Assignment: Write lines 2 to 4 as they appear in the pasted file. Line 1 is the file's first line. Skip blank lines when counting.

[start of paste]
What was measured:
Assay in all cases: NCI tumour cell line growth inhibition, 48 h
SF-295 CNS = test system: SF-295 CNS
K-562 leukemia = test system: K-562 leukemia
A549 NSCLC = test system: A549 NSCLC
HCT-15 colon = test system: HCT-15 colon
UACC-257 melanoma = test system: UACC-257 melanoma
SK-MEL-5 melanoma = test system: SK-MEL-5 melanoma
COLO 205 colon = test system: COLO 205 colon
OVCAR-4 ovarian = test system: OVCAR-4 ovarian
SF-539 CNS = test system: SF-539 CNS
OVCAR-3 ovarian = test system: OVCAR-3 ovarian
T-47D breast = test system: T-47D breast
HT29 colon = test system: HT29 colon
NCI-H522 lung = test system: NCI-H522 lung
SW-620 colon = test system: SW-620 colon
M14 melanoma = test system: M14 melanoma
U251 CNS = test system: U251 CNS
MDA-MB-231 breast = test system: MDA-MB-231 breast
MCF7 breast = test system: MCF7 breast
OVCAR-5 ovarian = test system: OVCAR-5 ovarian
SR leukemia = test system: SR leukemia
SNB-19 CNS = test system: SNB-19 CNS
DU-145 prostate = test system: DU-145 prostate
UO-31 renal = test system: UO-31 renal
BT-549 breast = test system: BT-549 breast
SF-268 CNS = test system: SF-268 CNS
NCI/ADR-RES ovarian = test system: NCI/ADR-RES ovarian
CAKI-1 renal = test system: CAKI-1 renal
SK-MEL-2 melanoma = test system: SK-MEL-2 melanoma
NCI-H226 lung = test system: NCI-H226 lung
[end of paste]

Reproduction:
Assay in all cases: NCI tumour cell line growth inhibition, 48 h
SF-295 CNS = test system: SF-295 CNS
K-562 leukemia = test system: K-562 leukemia